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Brands are flocking to this Instagrammable penthouse

A Millennial pink couch, faux sheep skin pillows and gold accents are some of the first things you notice wh...

Posted: Jan. 4, 2019 2:39 AM
Updated: Jan. 4, 2019 2:39 AM

A Millennial pink couch, faux sheep skin pillows and gold accents are some of the first things you notice when you walk into Village Studio, an Instagram-worthy penthouse apartment in Manhattan's SoHo neighborhood. Everything is meticulously arranged, and the space is spotless.

Vickie Segar, the founder of Village Marketing -- a firm that connects social media stars with brands for partnership deals -- received a lot of attention in the fall when she first showed off the space, designed to be the perfect background for Instagram photos.

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The $15,000-per-month two bedroom apartment is decorated with furniture provided by Wayfair, fresh flowers, trendy art pieces and carefully organized bookshelves.

Many social media influencers living in New York have tiny apartments, so Segar saw a need for them to have access to an elaborate space for shooting content. But she didn't expect how much interest the apartment would receive from brands.

Since its August 2018 launch, more than a dozen brands -- including Unilever, L'Oréal and Stuart Weitzman -- have used Village Studio to capture content for their social media channels, launch new products, or host small influencer and media events to demonstrate new offerings.

"Brands need a large quantity of content," Segar told CNN Business. "Social media requires posting every day. Having a place they can go to quickly and get something done is so invaluable for them."

Social media is a key way for companies to reach new and existing customers and increase brand awareness. Businesses also work with influencers to tap into their follower bases.

Segar said the Instagrammable space has become a second business. A team of six people, including her, now oversee Village Studio.

The space is free to use for influencers. About 50 have used it so far, and over 1,000 are on the waitlist.

But brands pay $8,000 to $12,000 per day to host an event, and $3,000 daily to only shoot content. Village Marketing can also transform the space, such as adding props and elaborate flower installations, for an additional cost ranging from $10,000 to over $100,000.

Brands capture social content in a variety of ways, but a common method is shooting in an all-white studio staged with props.

"It's a different type of shot," Segar said. "It's expensive, time consuming, and more importantly, it's not the photography that performs on social. Overly produced studio shoots aren't the way brands are producing content anymore."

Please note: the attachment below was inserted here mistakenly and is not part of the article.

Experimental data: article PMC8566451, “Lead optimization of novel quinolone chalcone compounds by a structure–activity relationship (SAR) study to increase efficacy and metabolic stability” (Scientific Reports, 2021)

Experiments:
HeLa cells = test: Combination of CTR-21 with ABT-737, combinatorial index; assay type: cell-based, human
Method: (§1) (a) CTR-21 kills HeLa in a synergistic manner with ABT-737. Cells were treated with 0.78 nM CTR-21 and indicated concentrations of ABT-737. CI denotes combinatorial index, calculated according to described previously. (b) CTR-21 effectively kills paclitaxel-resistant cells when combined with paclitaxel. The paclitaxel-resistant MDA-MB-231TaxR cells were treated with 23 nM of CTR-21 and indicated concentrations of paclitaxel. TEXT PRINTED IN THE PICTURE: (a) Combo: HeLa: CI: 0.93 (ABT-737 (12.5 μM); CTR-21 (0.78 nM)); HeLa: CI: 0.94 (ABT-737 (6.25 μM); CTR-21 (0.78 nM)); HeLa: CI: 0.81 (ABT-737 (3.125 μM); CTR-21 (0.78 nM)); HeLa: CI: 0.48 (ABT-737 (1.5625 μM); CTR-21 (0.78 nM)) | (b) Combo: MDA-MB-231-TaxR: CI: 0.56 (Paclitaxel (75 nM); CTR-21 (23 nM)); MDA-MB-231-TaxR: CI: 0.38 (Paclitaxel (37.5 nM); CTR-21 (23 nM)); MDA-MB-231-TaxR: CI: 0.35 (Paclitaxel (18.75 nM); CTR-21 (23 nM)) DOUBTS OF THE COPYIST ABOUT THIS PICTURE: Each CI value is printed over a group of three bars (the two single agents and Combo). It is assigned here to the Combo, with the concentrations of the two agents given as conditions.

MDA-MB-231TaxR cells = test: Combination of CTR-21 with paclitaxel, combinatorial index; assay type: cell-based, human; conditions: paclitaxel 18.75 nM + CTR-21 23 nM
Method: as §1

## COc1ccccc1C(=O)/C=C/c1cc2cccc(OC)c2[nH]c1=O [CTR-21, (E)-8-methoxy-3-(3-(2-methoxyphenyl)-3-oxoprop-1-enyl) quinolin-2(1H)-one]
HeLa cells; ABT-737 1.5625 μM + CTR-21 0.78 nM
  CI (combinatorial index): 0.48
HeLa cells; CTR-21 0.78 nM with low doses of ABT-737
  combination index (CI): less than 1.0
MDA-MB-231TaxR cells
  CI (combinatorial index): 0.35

Olivier Toubia, a marketing professor at Columbia Business School, said the space gives brands the right environment and backdrop to capture the "best possible image of the brand."

"Reproducing a home environment is valuable to really show lifestyle images," he said. "It's not just about the product, but how it would be used as part of a lifestyle."

Nicole D'Anna Long, project manager at Revlon's Elizabeth Arden brand, said images in a "home environment" or realistic-looking setting perform better on social media than a traditional studio shot.

The Elizabeth Arden brand recently spent a day photographing products and models in the apartment. Long said the brand has an internal requirement to post 62 pieces of social content per month.

"Budgets obviously aren't super high for social, so we have to try to maximize our shoot days," Long said. "Most people are trying to save money. ... When you don't have to go into an empty space, and hire a set designer and build an entire set, that's a huge draw to people."

But for Long, one of the drawbacks of the space was that the brand had to bring in all of its own equipment, such as special lighting, but called the overall rental price "really affordable."

A traditional studio can range from $200 per hour to thousands for the day, and the brand is typically responsible for staging it with props and decorating, according to Village Marketing's Segar.

But Village Studio's popularity could pose an issue for brands and influencers if it becomes too recognizable and redundant in social feeds. To address this, the firm plans to redesign the space often, such as bringing in new furniture or making subtle changes. It's already remodeled one of the rooms, transforming it from a sitting room into an Instagrammable closet.

The firm is looking to expand, too. It plans to open five more Village Studio locations in cities like New York and Los Angeles by the end of the year.

"It's not a bad business idea," said Ryan Skinner, a senior analyst at research firm Forrester who covers influencer marketing. "You see a need -- it's a narrow, very specific kind of need -- and you fill it. Just as the likes of WeWork and Regus [co-working spaces] have grown off a particular narrow need ... I can see the same thing happening there."

In fact, Skinner says we'll likely see the concept in every major US city soon.

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